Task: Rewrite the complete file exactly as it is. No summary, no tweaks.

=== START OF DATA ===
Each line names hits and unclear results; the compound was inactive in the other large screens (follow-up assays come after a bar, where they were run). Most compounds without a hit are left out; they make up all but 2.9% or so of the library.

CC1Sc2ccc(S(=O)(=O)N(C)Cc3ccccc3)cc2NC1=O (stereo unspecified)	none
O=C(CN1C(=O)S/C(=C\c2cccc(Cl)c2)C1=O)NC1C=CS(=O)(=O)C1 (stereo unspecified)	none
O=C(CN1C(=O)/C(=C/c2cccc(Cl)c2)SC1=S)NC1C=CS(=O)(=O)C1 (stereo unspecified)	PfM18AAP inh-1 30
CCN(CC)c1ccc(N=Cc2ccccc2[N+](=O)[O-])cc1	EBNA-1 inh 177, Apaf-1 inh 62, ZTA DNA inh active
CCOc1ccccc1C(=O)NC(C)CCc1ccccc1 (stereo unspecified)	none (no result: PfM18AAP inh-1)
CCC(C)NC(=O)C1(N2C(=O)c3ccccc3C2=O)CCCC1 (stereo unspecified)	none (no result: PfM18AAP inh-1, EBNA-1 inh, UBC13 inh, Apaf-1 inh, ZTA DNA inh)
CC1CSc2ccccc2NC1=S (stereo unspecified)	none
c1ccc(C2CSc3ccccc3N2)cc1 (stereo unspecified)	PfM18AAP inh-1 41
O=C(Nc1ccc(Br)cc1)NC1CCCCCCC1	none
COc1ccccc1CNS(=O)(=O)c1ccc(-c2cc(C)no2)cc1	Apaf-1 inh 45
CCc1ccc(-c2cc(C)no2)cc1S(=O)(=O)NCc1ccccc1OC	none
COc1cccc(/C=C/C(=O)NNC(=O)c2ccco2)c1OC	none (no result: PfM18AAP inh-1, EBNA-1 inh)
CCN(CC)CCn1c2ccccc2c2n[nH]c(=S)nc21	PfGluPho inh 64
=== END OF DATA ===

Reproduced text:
Each line names hits and unclear results; the compound was inactive in the other large screens (follow-up assays come after a bar, where they were run). Most compounds without a hit are left out; they make up all but 2.9% or so of the library.

CC1Sc2ccc(S(=O)(=O)N(C)Cc3ccccc3)cc2NC1=O (stereo unspecified)	none
O=C(CN1C(=O)S/C(=C\c2cccc(Cl)c2)C1=O)NC1C=CS(=O)(=O)C1 (stereo unspecified)	none
O=C(CN1C(=O)/C(=C/c2cccc(Cl)c2)SC1=S)NC1C=CS(=O)(=O)C1 (stereo unspecified)	PfM18AAP inh-1 30
CCN(CC)c1ccc(N=Cc2ccccc2[N+](=O)[O-])cc1	EBNA-1 inh 177, Apaf-1 inh 62, ZTA DNA inh active
CCOc1ccccc1C(=O)NC(C)CCc1ccccc1 (stereo unspecified)	none (no result: PfM18AAP inh-1)
CCC(C)NC(=O)C1(N2C(=O)c3ccccc3C2=O)CCCC1 (stereo unspecified)	none (no result: PfM18AAP inh-1, EBNA-1 inh, UBC13 inh, Apaf-1 inh, ZTA DNA inh)
CC1CSc2ccccc2NC1=S (stereo unspecified)	none
c1ccc(C2CSc3ccccc3N2)cc1 (stereo unspecified)	PfM18AAP inh-1 41
O=C(Nc1ccc(Br)cc1)NC1CCCCCCC1	none
COc1ccccc1CNS(=O)(=O)c1ccc(-c2cc(C)no2)cc1	Apaf-1 inh 45
CCc1ccc(-c2cc(C)no2)cc1S(=O)(=O)NCc1ccccc1OC	none
COc1cccc(/C=C/C(=O)NNC(=O)c2ccco2)c1OC	none (no result: PfM18AAP inh-1, EBNA-1 inh)
CCN(CC)CCn1c2ccccc2c2n[nH]c(=S)nc21	PfGluPho inh 64